Saturday, November 16, 2013

My Mom Wasn’t A Very Good Cook

As the cooking season is here and my adventures in the kitchen continue, I looked back on what kind of food was prepared for me growing up.  As a 50’s family the kitchen was my mother’s domain even though she didn’t like it. It was the role of a housekeeper and stay-at-home mom to clean, take care of the kids and cook.
Always wearing an apron with pockets full of tissues and cigarettes, my mom would sit in the kitchen and fix three meals a day for family. The radio was always on until she got a little television to keep her entertained while baking coffee and trying to vary out dietary requirements.
None of the meals were memorable, but we all sat down to the dining table day after day with our mannered etiquette consuming whatever came out of the kitchen. Some meals were simple while others required frequent trips back and forth for extra helpings until out came the pots and pans.
My mother left home when she was young and maybe didn’t get the homemade recipes from her mother. She came from a big family and I don’t know how they fed all, but my grandmother always seemed to be comfortable in the kitchen. No matter how many people were around for meals, my grandmother always had another helping for us. The kitchen was the most popular room at her house and she reveled in the task, but that was my grandmother.
My mother was not so much. She knew it was her responsibility but never had the interest or desire to cook. She had gone from small town family living to the high life of living in hotels and being served in restaurants and clubs. When she had to settle into motherhood requirements, she might have been disappointed.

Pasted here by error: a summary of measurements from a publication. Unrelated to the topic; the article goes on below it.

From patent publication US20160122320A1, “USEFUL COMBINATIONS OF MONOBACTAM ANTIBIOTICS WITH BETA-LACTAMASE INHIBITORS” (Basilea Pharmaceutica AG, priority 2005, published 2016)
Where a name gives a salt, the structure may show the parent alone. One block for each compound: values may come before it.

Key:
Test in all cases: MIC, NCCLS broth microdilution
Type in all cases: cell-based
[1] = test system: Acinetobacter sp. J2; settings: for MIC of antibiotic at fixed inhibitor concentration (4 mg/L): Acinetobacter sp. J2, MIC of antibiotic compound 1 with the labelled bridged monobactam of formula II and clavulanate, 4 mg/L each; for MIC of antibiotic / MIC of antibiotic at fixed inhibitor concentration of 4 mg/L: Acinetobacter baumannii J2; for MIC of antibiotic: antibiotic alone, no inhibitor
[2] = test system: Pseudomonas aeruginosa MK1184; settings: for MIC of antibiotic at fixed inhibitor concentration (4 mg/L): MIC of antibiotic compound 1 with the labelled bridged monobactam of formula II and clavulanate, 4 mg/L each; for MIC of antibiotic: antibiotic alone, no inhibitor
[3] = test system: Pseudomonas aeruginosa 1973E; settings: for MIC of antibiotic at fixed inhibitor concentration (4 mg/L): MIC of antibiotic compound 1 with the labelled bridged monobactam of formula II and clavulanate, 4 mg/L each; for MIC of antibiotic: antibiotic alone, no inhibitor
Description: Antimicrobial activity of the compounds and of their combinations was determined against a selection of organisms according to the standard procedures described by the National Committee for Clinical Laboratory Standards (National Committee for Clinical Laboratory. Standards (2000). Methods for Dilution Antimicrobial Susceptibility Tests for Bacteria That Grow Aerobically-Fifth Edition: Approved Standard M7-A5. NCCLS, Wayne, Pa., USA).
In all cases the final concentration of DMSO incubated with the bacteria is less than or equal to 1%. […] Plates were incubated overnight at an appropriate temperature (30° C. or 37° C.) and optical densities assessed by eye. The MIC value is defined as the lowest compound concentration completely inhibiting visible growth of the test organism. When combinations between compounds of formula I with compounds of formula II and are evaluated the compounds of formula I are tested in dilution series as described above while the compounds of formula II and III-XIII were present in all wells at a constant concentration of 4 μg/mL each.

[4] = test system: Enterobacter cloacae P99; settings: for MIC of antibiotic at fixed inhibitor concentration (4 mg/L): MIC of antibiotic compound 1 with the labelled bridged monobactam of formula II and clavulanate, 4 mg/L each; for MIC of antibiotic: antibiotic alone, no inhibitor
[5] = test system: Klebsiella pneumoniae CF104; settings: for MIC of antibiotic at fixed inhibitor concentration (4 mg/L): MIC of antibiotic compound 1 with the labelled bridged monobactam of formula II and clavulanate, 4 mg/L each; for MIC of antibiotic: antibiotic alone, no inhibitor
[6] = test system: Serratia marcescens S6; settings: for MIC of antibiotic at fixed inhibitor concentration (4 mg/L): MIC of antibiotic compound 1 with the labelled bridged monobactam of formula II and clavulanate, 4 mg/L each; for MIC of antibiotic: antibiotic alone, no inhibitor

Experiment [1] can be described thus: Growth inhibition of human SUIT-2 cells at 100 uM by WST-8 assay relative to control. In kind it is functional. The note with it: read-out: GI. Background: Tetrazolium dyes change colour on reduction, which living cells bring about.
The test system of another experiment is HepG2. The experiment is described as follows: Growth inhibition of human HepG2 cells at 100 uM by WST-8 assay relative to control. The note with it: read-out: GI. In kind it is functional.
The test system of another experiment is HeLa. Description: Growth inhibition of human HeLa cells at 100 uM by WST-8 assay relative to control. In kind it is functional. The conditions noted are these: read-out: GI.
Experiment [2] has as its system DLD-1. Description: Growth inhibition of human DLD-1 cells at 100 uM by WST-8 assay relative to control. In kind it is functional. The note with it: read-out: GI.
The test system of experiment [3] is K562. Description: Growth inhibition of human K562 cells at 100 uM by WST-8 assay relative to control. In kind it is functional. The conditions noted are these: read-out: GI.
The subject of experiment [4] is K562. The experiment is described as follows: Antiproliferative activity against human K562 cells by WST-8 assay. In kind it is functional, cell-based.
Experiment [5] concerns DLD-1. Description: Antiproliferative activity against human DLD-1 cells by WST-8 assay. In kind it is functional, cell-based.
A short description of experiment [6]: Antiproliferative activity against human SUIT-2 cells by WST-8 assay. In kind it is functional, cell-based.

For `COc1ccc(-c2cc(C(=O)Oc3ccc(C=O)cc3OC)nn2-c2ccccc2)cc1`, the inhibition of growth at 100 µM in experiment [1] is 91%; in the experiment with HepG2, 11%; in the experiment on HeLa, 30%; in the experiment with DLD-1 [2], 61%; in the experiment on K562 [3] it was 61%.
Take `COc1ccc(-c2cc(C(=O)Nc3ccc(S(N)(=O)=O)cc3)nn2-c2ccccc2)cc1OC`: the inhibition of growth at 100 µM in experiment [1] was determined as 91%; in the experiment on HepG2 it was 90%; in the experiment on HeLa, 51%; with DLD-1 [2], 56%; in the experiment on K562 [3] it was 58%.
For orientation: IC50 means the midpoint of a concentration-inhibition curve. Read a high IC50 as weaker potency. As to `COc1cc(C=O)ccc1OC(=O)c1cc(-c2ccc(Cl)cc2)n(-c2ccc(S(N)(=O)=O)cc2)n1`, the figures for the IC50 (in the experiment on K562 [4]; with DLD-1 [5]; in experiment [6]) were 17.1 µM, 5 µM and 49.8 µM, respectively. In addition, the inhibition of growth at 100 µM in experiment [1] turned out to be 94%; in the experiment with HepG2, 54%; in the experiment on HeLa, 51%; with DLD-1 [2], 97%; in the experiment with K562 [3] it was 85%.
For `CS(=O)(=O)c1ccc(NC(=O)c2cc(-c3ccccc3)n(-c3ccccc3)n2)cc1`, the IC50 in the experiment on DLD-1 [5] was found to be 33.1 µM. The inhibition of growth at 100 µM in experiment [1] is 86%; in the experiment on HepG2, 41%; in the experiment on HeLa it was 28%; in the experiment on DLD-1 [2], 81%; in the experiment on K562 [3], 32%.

So here I am reflecting on the meals I grew up with. There was no measure of food groups or healthy balance to our menu. It was the 50’s with meat and potato being the main course. Vegetables came out of cans and were over cooked. Chicken was fried.  Eggs were scrambled and dry. Bacon was greasy from the iron skillet. Meatloaf was a dry and about as appealing as fruitcake. Fish sticks had to be soaked in Worcestershire sauce. There were grilled cheese sandwich and tomato soup. There was chicken noodle soup when you got sick. There was Ginger ale and crackers when you were sick. Pancakes and French toast could be tolerated with lots of butter and syrup. We had milk delivered but our real daily product was butter. Butter made everything taste better.
Special holidays meant special meals. Cooking became entertaining and the silver came out to impress.
Now I will add this point. My dad was the manager of a club and had access to large professional kitchens, chefs and abundance of food. I never asked if he paid for it or it was just a perk of the job, but every holiday meal was brought home on stainless steel platters wrapped in tinfoil. Fully cooked turkeys with all the fixings, veggie platters, loads of bread, and platters of deserts were arranged in the kitchen and placed on fine china by my mother who was constantly talking between puffs on a cigarette. Even with only being required to heat up the prepared feast, she still walked around carrying her coffee cup and wearing an apron.